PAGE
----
, Volume 26, Issue 4, pp 257-275

Mating behavior and sex change of the anemonefish, Amphiprion clarkii, in the temperate waters of southern Japan

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Synopsis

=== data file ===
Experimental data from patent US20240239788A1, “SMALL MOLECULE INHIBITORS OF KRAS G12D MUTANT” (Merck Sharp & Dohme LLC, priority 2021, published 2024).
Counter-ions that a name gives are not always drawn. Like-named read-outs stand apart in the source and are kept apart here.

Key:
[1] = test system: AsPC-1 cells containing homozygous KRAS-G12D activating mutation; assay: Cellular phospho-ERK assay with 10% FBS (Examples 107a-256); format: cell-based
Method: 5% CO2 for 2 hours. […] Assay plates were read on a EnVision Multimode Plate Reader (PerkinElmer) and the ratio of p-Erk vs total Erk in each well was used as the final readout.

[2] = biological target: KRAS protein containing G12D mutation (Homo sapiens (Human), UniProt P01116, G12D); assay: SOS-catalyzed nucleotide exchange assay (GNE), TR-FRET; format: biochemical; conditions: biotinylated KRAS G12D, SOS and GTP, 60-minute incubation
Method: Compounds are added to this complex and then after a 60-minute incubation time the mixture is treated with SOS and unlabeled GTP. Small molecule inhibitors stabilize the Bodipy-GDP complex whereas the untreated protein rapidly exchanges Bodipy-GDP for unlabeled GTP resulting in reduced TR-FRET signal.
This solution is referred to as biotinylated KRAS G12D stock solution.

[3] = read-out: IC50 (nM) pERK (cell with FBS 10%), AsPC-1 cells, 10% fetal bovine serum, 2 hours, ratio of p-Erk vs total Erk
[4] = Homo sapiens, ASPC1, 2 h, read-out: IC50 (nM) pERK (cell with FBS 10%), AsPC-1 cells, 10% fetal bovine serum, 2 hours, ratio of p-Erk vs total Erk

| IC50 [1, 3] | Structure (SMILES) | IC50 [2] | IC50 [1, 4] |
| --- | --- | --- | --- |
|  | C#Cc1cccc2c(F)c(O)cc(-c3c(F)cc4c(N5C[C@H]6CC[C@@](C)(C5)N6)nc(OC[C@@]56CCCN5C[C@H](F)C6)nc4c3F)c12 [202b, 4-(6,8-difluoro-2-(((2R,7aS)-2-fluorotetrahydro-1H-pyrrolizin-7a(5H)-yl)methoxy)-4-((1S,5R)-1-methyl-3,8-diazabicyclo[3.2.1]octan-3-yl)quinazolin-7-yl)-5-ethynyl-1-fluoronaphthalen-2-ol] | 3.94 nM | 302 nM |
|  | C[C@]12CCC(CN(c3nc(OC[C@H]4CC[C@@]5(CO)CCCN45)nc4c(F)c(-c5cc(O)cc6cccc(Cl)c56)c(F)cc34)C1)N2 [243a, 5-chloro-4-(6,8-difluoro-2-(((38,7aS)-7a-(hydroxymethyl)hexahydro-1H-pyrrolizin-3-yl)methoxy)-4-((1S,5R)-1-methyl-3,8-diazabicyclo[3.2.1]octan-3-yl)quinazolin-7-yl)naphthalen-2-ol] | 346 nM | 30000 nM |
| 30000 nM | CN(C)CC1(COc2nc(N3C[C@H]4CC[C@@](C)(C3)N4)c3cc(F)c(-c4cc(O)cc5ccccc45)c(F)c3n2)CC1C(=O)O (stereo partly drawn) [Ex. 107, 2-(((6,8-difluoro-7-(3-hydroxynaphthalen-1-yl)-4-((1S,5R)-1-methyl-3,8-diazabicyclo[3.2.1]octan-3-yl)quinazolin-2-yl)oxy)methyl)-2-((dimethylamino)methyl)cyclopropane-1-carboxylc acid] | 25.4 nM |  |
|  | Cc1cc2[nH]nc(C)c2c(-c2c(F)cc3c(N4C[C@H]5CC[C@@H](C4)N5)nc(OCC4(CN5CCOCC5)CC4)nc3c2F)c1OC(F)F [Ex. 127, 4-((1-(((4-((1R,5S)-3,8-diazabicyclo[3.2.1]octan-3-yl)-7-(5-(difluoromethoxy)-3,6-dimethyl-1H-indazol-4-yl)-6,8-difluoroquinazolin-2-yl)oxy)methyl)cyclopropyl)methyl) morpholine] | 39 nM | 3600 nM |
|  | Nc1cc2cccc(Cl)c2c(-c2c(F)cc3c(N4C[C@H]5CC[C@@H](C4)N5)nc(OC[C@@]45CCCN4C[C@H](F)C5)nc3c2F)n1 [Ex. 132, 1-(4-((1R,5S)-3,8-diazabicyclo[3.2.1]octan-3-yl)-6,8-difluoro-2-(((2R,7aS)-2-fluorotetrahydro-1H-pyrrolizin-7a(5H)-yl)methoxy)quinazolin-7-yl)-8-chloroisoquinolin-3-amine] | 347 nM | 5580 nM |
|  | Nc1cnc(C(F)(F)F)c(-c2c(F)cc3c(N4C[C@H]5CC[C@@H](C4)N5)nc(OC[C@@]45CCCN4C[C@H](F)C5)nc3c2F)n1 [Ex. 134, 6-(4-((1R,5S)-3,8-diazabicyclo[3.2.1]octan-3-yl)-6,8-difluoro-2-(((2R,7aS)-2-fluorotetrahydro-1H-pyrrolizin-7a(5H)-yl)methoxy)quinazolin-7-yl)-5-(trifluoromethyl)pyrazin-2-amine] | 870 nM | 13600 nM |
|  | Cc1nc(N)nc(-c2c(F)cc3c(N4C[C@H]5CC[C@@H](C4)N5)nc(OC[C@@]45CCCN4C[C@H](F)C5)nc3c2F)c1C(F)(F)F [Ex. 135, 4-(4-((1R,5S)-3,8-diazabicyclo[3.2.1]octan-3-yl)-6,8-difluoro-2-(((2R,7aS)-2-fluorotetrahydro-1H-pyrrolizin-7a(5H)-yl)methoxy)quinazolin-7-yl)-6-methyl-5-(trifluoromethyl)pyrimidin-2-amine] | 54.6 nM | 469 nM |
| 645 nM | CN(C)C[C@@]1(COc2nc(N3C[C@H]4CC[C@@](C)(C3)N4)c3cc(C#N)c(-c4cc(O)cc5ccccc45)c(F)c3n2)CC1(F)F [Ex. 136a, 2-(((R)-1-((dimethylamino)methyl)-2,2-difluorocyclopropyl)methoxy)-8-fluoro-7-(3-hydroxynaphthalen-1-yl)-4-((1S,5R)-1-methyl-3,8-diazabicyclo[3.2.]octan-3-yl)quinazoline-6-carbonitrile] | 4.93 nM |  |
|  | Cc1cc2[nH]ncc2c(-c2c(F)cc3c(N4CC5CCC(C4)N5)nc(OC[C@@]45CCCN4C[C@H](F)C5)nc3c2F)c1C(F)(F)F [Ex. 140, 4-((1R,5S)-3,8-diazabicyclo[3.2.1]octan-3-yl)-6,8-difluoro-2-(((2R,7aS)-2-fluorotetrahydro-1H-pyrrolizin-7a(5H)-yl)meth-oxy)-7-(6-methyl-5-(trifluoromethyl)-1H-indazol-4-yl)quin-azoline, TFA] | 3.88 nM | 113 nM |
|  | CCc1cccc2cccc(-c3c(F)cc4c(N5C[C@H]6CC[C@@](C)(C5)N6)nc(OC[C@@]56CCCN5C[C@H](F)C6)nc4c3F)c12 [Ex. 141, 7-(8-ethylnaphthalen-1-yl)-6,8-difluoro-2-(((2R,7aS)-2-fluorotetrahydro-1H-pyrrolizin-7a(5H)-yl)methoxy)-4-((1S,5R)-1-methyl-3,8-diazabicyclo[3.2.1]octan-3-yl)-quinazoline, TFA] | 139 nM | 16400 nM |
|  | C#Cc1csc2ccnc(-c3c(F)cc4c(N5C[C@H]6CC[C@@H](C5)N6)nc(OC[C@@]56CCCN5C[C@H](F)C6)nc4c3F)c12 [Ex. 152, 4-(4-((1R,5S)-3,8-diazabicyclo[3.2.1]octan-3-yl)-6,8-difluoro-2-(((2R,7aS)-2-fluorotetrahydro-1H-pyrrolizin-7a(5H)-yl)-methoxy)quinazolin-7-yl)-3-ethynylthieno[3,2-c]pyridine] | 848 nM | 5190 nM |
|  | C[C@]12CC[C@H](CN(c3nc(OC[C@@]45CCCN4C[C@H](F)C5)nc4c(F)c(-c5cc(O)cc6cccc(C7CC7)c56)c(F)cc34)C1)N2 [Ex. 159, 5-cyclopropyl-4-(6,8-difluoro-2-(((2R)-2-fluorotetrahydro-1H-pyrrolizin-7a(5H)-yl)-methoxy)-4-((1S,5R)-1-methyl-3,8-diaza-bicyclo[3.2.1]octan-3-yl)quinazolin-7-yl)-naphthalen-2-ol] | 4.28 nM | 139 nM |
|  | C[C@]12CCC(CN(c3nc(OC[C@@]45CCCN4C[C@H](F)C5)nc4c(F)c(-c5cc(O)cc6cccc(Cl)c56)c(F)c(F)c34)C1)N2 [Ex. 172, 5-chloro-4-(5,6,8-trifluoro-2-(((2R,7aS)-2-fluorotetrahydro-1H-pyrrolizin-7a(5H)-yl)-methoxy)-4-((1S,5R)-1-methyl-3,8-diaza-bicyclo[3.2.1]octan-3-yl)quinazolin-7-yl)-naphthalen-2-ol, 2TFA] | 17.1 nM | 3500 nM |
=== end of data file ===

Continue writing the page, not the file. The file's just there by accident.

In the main habitat of the anemonefishes Amphiprion, their movements between host sea anemones are generally restricted because of the low population density of hosts and high predation pressures. On the contrary, movements of A. clarkii between hosts were usual in the present study area (temperate waters of southern Japan), where host anemones are abundant. The general social unit of the anemonefishes is an isolated group consisting of a monogamous breeding pair and a varying number of nonbreeders. In the present study area, however, monogamous pairs established territories almost contiguous to others and nonbreeders had home ranges on the outskirts of the pairs' territories. The high host population density allows A. clarkii to move between hosts for searching for mates and acquiring additional mates. Most pair bonds lasted for more than 6 months, but 13% of the pairs separated because of migration of a mate to another territory. Bigamy occasionally originated from a penetration into a territory of a breeder by a mated neighbor of the opposite sex after the former's mate loss. Among 18 males who had lost their mates, only 3 changed sex and others re-paired with immigrant females, migrated to unmated females' territories or invaded pairs' territories. In the present study area, sex change to female is not the best way for an unmated male to increase his future reproductive success because of a loss of time spent on sex change and an opportunity to re-pair with new mates larger than himself, but is adaptively maintained as the best of a bad situation for the unmated male.